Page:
Sea Ice Prediction Network (SIPN) Updates
By: Betsy Turner-Bogren and Helen Wiggins, ARCUS
During the final months of funding for the initial Sea Ice Prediction Network (SIPN) project, efforts were focused on the core Sea Ice Outlook (SIO) activities in the summer and fall of 2017. Activities included development of the June, July, and August monthly reports, and a post-season report to synthesize results from the 2017 melt season. Additionally, SIPN Leadership Team members contributed several peer-reviewed papers for publication and made presentations to the Marine Environmental Observations, Predictions and Response Workshop in Ottawa, Ontario and to the Interagency Arctic Research Policy Committee (IARPC) Sea Ice Collaboration Team Meeting (see SIPN Presentations and Publications).
The June, July, and August SIO reports received a total of 106 contributions for pan-Arctic extent predictions (based on multiple methods: statistical, dynamical models, estimates based on trends, and subjective information) along with contributions for Alaska regional extent predictions, descriptive regional contributions, and pan-Antarctic extent predictions—a new SIO feature for 2017.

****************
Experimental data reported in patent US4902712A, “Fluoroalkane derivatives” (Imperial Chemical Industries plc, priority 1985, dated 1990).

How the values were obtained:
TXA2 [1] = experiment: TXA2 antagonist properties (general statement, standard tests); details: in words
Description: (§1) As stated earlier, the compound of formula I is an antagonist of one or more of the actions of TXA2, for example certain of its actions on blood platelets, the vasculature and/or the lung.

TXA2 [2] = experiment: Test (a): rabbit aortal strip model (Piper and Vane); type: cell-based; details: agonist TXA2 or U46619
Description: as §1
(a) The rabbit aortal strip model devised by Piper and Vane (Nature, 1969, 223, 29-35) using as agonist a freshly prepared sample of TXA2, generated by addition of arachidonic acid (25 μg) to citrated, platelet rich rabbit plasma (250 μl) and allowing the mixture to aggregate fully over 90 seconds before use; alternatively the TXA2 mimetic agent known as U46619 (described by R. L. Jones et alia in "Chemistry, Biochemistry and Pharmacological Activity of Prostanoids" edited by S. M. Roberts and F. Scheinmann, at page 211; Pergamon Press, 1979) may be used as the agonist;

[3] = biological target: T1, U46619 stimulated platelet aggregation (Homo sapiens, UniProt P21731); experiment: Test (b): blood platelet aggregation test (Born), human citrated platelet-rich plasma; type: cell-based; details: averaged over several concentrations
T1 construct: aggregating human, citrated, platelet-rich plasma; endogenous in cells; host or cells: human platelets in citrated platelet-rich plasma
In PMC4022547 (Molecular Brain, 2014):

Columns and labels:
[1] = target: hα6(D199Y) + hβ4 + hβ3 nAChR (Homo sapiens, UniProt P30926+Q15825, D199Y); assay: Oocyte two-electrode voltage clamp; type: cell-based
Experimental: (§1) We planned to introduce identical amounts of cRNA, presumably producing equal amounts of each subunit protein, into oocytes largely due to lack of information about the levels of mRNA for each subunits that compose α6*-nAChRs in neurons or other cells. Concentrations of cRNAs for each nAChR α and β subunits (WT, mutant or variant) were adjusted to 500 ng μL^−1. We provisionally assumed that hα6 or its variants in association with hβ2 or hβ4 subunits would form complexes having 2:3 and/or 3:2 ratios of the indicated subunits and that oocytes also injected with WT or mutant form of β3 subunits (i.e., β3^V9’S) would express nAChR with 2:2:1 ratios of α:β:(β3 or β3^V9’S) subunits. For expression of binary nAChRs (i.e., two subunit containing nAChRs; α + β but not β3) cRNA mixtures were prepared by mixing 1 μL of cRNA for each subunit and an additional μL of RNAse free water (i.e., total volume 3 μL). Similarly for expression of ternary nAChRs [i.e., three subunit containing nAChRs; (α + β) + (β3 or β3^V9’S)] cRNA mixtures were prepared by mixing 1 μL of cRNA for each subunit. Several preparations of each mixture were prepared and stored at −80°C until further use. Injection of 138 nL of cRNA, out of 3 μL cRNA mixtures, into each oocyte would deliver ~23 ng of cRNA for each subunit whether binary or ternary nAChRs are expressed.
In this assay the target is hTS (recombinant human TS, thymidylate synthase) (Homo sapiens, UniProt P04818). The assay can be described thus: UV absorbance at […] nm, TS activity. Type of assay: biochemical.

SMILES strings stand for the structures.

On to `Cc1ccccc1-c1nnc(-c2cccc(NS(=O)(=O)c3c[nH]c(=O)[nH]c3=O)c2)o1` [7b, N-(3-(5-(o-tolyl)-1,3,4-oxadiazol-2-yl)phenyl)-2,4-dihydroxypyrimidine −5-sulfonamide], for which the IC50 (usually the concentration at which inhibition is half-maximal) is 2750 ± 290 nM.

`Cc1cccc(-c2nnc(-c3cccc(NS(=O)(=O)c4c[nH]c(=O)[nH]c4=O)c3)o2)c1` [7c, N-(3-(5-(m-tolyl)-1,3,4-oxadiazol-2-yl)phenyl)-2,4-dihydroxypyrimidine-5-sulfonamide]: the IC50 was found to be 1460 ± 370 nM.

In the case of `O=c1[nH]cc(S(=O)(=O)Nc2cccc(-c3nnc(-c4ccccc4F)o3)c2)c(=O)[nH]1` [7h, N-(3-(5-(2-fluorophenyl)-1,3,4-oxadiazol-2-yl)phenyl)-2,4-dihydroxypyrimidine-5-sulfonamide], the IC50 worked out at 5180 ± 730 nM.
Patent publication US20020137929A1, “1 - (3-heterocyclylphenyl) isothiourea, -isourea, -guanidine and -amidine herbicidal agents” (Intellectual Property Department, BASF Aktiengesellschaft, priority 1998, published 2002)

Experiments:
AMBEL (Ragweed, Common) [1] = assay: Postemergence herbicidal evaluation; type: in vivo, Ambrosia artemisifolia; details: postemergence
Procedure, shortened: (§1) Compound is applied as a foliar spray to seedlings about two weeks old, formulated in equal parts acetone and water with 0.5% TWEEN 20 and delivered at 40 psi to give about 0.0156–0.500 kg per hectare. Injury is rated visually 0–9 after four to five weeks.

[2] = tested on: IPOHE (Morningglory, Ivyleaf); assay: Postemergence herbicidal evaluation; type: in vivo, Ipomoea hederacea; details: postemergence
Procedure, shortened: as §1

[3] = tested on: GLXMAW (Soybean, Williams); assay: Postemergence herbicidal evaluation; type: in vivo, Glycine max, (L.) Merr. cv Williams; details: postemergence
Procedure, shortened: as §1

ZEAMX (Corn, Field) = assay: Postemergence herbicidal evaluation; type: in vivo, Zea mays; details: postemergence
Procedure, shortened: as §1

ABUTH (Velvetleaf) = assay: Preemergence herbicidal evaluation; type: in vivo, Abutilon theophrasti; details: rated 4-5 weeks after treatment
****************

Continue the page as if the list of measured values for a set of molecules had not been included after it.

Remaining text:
The 2017 SIO Post-Season report, under development, will include discussion of the range of methods used by contributors, a review of the 2017 Arctic conditions, and discussion of the Antarctic outlooks.
SIPN will hold an open meeting during the 2017 AGU Fall Meetings to provide discussion of the 2017 Arctic sea ice/Sea Ice Outlook season, an overview of the recently-funded "SIPN 2" project and collaborations (see below), and opportunity for discussion and to share information on related efforts. The meeting will be held on Tuesday, 12 December from 12:30 to 1:30 p.m. (CST) in New Orleans, Louisiana. More information is available here. For questions and to RSVP, contact Betsy Turner-Bogren, ARCUS (betsy [at] arcus.org).
"SIPN2" Project Funded
As a follow-on to the current Sea Ice Prediction Network project, a collaborative proposal called "Collaborative Research: Advancing Predictability of Sea Ice: Phase 2 of the Sea Ice Prediction Network (SIPN2)" has been funded by NSF-Arctic System Science Program.
This project, which will begin in January 2018, will result in a better quantification of the role of oceanic heat and climate variations in the Pacific sector of the Arctic; new observational-based sea-ice products; and activities to improve seasonal predictability of Arctic sea ice, the limits of this predictability, and the economic value of forecasts for stakeholders.